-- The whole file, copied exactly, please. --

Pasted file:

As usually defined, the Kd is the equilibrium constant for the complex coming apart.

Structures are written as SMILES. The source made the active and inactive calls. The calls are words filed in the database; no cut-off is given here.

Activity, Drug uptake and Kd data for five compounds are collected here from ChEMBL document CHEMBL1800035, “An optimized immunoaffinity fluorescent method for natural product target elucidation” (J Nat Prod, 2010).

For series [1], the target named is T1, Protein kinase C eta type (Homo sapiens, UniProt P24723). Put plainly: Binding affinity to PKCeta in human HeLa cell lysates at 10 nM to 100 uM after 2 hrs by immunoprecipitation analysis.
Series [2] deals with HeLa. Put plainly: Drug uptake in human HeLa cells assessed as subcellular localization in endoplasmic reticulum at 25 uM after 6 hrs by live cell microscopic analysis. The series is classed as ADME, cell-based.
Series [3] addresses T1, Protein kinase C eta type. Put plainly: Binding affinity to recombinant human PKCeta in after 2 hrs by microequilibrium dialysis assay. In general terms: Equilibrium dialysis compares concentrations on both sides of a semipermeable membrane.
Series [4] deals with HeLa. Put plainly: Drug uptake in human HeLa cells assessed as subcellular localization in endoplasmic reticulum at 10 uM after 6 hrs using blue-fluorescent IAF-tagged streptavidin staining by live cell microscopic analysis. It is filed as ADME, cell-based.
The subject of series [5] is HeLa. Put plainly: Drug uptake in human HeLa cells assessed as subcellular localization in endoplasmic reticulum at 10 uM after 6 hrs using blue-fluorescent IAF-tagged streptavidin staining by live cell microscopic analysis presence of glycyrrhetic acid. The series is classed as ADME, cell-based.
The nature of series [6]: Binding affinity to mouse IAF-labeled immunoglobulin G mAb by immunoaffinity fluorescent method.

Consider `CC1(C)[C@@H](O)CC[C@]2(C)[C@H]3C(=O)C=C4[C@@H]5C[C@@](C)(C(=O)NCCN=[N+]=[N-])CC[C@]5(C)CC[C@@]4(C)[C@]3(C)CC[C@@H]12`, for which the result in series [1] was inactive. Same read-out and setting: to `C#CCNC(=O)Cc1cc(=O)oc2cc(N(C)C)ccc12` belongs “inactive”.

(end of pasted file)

As usually defined, the Kd is the equilibrium constant for the complex coming apart.

Structures are written as SMILES. The source made the active and inactive calls. The calls are words filed in the database; no cut-off is given here.

Activity, Drug uptake and Kd data for five compounds are collected here from ChEMBL document CHEMBL1800035, “An optimized immunoaffinity fluorescent method for natural product target elucidation” (J Nat Prod, 2010).

For series [1], the target named is T1, Protein kinase C eta type (Homo sapiens, UniProt P24723). Put plainly: Binding affinity to PKCeta in human HeLa cell lysates at 10 nM to 100 uM after 2 hrs by immunoprecipitation analysis.
Series [2] deals with HeLa. Put plainly: Drug uptake in human HeLa cells assessed as subcellular localization in endoplasmic reticulum at 25 uM after 6 hrs by live cell microscopic analysis. The series is classed as ADME, cell-based.
Series [3] addresses T1, Protein kinase C eta type. Put plainly: Binding affinity to recombinant human PKCeta in after 2 hrs by microequilibrium dialysis assay. In general terms: Equilibrium dialysis compares concentrations on both sides of a semipermeable membrane.
Series [4] deals with HeLa. Put plainly: Drug uptake in human HeLa cells assessed as subcellular localization in endoplasmic reticulum at 10 uM after 6 hrs using blue-fluorescent IAF-tagged streptavidin staining by live cell microscopic analysis. It is filed as ADME, cell-based.
The subject of series [5] is HeLa. Put plainly: Drug uptake in human HeLa cells assessed as subcellular localization in endoplasmic reticulum at 10 uM after 6 hrs using blue-fluorescent IAF-tagged streptavidin staining by live cell microscopic analysis presence of glycyrrhetic acid. The series is classed as ADME, cell-based.
The nature of series [6]: Binding affinity to mouse IAF-labeled immunoglobulin G mAb by immunoaffinity fluorescent method.

Consider `CC1(C)[C@@H](O)CC[C@]2(C)[C@H]3C(=O)C=C4[C@@H]5C[C@@](C)(C(=O)NCCN=[N+]=[N-])CC[C@]5(C)CC[C@@]4(C)[C@]3(C)CC[C@@H]12`, for which the result in series [1] was inactive. Same read-out and setting: to `C#CCNC(=O)Cc1cc(=O)oc2cc(N(C)C)ccc12` belongs “inactive”.